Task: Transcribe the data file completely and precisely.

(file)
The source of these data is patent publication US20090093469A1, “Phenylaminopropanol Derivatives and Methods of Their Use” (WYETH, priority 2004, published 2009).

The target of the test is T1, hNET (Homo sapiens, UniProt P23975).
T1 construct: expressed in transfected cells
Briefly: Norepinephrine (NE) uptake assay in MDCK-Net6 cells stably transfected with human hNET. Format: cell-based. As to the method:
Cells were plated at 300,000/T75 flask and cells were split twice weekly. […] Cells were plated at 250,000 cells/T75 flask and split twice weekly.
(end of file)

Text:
The source of these data is patent publication US20090093469A1, “Phenylaminopropanol Derivatives and Methods of Their Use” (WYETH, priority 2004, published 2009).

The target of the test is T1, hNET (Homo sapiens, UniProt P23975).
T1 construct: expressed in transfected cells
Briefly: Norepinephrine (NE) uptake assay in MDCK-Net6 cells stably transfected with human hNET. Format: cell-based. As to the method:
Cells were plated at 300,000/T75 flask and cells were split twice weekly. […] Cells were plated at 250,000 cells/T75 flask and split twice weekly.